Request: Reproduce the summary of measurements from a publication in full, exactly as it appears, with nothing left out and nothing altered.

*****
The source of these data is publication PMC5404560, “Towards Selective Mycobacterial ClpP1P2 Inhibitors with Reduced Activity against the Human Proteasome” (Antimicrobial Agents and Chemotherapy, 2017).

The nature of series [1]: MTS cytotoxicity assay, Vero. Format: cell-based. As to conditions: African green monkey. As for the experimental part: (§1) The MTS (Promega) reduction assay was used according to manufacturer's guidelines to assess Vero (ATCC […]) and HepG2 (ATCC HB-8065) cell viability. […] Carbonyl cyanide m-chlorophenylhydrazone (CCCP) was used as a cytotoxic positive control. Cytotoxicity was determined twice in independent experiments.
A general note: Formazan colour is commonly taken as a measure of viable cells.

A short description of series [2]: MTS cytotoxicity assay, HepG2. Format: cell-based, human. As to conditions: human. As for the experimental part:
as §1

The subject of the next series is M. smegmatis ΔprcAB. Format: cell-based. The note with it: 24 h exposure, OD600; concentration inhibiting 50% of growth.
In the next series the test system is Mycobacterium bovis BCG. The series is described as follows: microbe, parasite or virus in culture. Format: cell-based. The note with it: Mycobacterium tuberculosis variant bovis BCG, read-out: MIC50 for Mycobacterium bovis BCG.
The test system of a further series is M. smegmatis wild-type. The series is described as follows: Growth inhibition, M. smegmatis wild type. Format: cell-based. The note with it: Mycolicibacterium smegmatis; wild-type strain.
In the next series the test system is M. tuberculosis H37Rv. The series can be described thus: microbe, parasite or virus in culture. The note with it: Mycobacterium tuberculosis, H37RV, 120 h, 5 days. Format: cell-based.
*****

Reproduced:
The source of these data is publication PMC5404560, “Towards Selective Mycobacterial ClpP1P2 Inhibitors with Reduced Activity against the Human Proteasome” (Antimicrobial Agents and Chemotherapy, 2017).

The nature of series [1]: MTS cytotoxicity assay, Vero. Format: cell-based. As to conditions: African green monkey. As for the experimental part: (§1) The MTS (Promega) reduction assay was used according to manufacturer's guidelines to assess Vero (ATCC […]) and HepG2 (ATCC HB-8065) cell viability. […] Carbonyl cyanide m-chlorophenylhydrazone (CCCP) was used as a cytotoxic positive control. Cytotoxicity was determined twice in independent experiments.
A general note: Formazan colour is commonly taken as a measure of viable cells.

A short description of series [2]: MTS cytotoxicity assay, HepG2. Format: cell-based, human. As to conditions: human. As for the experimental part:
as §1

The subject of the next series is M. smegmatis ΔprcAB. Format: cell-based. The note with it: 24 h exposure, OD600; concentration inhibiting 50% of growth.
In the next series the test system is Mycobacterium bovis BCG. The series is described as follows: microbe, parasite or virus in culture. Format: cell-based. The note with it: Mycobacterium tuberculosis variant bovis BCG, read-out: MIC50 for Mycobacterium bovis BCG.
The test system of a further series is M. smegmatis wild-type. The series is described as follows: Growth inhibition, M. smegmatis wild type. Format: cell-based. The note with it: Mycolicibacterium smegmatis; wild-type strain.
In the next series the test system is M. tuberculosis H37Rv. The series can be described thus: microbe, parasite or virus in culture. The note with it: Mycobacterium tuberculosis, H37RV, 120 h, 5 days. Format: cell-based.